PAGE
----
Molecular Phylogenomics and Population Structure of Phytophthora pluvialis
- Javier F. Tabima1 2
- Lilah Gonen1
- Mireia Gómez-Gallego3 4 5
- Preeti Panda3 6
- Niklaus J. Grünwald7
- Everett M. Hansen1
- Rebecca McDougal3
- Jared M. LeBoldus1 8 †
- Nari M. Williams3 6 †
- 1Department of Botany and Plant Pathology, Oregon State University, 2082 Cordley Hall, Corvallis, OR 97331, U.S.A.
- 2Department of Biology, Clark University, The Lasry Center for Bioscience, Worcester, MA 01610, U.S.A.
- 3New Zealand Forest Research Institute (Scion), 49 Sala Street, Te Papa Tipu Innovation Park, Private Bag 3020, Rotorua 3046, New Zealand
- 4Department of Forest Mycology and Plant Pathology, Swedish University of Agricultural Sciences, Box 7026, 750 07 Uppsala, Sweden
- 5UMR IAM–Interactions Arbres-Microorganismes, Université de Lorraine, INRAE, Nancy 54000, France
- 6Department of Pathogen Ecology and Control, Plant and Food Research, Private Bag 1401, Havelock North 4130, New Zealand
- 7USDA Agricultural Research Service, Horticultural Research Unit, 3420 NW Orchard Ave., Corvallis, OR 97331, U.S.A.
- 8Department of Forest Engineering, Resources and Management, Oregon State University, Peavy Forest Science Center, Corvallis, OR 97331, U.S.A.
Phytophthora pluvialis is an oomycete that was first isolated from soil, water, and tree foliage in mixed Douglas-fir−tanoak forests of the U.S. Pacific Northwest (PNW). It was then identified as the causal agent of red needle cast of radiata pine (Pinus radiata) in New Zealand (NZ). Genotyping-by-sequencing was used to obtain 1,543 single nucleotide polymorphisms across 145 P. pluvialis isolates to characterize the population structure in the PNW and NZ. We tested the hypothesis that P. pluvialis was introduced to NZ from the PNW using genetic distance measurements and population structure analyses among locations between countries. The low genetic distance, population heterozygosity, and lack of geographic structure in NZ suggest a single colonization event from the United States followed by clonal expansion in NZ. The PNW Coast Range was proposed as a presumptive center of origin of the currently known distribution of P. pluvialis based on its geographic range and position as the central cluster in a minimum spanning network. The Coastal cluster of isolates were located at the root of every U.S. cluster and emerged earlier than all NZ clusters. The Coastal cluster had the highest degree of heterozygosity (Hs = 0.254) and median pairwise genetic distance (0.093) relative to any other cluster. Finally, the rapid host diversification between closely related isolates of P. pluvialis in NZ indicate that this pathogen has the potential to infect a broader range of hosts than is currently recognized.
The introduction of exotic plant pathogens poses risks to agroecosystems, natural environments, and human health (Corredor-Moreno and Saunders 2020; Fisher et al. 2012; Scott et al. 2019; Wingfield et al. 2015). For example, the introduction of Phytophthora infestans (Montagne) de Bary to Europe from Mexico in the 19th century, caused the Irish Potato Famine. This famine was a result of the near-total failure of Ireland’s primary food staple, the potato, following an outbreak of P. infestans. The loss of potatoes led to widespread starvation and the Irish diaspora (Goss et al. 2014). Recently, introduced plant pathogens such Phytophthora ramorum Werres, De Cock & Man in ‘t Veld, the cause of sudden oak death (Cobb et al. 2012), and Cronartium ribicola J.C. Fisch, the cause of white pine blister rust (Kinloch 2003), have had devastating impacts on natural ecosystems. These and other reported introductions of plant pathogens have been linked to human-mediated movement of infected plants and infested soil (Kamvar et al. 2015a; Tabima et al. 2020; Wingfield et al. 2015). Understanding the source-sink dynamics of these introductions informs policy, prevents future introductions, and can be used to mitigate disease impacts.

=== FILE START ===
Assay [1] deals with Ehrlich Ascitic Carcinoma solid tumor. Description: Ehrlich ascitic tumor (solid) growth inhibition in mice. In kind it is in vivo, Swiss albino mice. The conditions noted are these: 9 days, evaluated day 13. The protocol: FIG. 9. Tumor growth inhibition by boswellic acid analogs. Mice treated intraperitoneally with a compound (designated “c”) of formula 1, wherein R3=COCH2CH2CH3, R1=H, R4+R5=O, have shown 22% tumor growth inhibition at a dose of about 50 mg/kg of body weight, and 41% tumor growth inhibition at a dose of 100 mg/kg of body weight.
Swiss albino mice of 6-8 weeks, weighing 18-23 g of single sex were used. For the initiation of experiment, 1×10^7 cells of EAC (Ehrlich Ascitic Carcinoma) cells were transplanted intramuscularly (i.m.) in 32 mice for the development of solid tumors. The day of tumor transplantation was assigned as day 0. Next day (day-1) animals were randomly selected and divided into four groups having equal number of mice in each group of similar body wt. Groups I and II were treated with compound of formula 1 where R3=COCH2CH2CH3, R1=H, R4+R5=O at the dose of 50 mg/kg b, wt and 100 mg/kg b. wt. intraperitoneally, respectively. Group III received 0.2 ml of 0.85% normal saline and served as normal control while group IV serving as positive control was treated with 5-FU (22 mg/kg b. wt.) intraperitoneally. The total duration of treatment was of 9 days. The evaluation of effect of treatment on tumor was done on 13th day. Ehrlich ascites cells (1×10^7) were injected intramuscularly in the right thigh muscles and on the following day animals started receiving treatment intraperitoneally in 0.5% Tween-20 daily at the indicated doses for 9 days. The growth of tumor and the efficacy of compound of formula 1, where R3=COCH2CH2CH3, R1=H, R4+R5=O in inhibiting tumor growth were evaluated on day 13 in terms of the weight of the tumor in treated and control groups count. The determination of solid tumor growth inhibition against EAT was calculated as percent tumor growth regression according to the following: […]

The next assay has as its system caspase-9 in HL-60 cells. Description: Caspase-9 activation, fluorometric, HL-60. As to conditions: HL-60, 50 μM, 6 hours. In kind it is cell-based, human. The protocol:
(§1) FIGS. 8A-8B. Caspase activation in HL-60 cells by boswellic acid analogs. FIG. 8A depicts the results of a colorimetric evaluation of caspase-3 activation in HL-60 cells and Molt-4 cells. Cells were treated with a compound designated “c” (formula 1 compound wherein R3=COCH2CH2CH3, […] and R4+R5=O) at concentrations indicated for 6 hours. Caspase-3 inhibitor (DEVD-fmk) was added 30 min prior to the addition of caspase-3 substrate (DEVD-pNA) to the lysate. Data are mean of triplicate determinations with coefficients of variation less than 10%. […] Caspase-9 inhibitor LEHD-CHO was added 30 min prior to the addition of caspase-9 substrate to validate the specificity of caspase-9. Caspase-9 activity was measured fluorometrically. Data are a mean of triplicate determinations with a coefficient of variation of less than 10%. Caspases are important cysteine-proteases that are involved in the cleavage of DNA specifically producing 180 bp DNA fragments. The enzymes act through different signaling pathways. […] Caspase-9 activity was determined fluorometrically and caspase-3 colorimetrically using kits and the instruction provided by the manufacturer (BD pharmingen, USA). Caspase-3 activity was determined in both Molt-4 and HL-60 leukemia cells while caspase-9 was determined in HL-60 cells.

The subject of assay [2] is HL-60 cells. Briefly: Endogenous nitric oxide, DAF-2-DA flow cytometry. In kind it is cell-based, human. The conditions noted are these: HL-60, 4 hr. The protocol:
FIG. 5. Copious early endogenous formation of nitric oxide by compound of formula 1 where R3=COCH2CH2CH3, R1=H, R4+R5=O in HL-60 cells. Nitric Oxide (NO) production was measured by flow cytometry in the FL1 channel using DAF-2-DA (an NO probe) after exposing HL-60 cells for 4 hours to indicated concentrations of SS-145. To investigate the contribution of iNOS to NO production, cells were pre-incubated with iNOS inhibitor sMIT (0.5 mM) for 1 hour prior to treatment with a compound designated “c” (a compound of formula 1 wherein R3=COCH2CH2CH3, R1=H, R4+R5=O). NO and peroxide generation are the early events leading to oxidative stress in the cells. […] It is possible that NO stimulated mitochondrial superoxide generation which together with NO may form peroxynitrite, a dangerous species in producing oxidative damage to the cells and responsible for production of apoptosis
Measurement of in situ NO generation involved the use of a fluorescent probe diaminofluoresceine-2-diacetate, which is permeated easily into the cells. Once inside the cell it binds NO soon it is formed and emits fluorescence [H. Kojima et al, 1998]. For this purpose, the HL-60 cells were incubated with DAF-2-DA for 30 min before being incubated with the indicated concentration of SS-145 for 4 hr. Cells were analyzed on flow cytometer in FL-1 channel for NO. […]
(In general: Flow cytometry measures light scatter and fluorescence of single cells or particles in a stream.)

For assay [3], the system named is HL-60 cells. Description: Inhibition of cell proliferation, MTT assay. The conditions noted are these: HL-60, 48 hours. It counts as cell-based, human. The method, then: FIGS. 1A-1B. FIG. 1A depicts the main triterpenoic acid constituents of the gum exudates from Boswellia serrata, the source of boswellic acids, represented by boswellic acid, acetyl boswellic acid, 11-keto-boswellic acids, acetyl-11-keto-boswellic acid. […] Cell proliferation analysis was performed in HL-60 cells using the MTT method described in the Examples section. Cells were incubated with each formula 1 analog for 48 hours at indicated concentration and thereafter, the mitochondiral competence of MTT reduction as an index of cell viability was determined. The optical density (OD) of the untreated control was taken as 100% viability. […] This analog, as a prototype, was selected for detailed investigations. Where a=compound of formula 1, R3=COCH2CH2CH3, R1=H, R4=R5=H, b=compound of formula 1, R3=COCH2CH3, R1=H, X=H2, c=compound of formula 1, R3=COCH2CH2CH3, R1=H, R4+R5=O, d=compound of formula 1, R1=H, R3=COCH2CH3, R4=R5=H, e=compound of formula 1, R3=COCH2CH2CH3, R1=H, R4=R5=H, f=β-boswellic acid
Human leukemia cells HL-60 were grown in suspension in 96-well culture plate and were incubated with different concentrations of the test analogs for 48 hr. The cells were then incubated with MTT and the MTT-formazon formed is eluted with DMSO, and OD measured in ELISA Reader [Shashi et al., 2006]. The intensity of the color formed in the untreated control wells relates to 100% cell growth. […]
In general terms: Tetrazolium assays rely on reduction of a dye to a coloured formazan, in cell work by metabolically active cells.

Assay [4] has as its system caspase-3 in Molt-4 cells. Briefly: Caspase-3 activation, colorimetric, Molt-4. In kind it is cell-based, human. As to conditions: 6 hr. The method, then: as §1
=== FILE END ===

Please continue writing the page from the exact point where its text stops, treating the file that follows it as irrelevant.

Microorganisms coevolve with sympatric plant species, and can cause little to no disease in their hosts within their native range (Stukenbrock and McDonald 2008). When their geographic distribution shifts, they come into contact with naïve plant species, potentially leading to new disease outbreaks (Grünwald and Flier 2005; Stukenbrock and McDonald 2008). The source of exotic pathogens can provide important information about the genetic diversity of the microbe, its native hosts, and potential sources of resistance. For example, the establishment of the center of origin of P. infestans in Mexico led to the identification of wild Solanaceae spp. with coevolved resistance to the pathogen. These species have been used to identify resistance genes that have been integrated into commercial potato varieties (Grünwald and Flier 2005). In the case of forest ecosystems, Bretziella fagacearum (T. W. Bretz) J. Hunt, the causal agent of oak wilt, is another example. The current range of B. fagacearum is restricted to the United States, but population genetic analyses indicate that the genetic diversity of the species is very limited in the United States and likely a result of a single clonal introduction. It has therefore been hypothesized to have been introduced from either Mexico, Central America, or northern South America despite the lack of reports from these regions (Juzwik et al. 2008).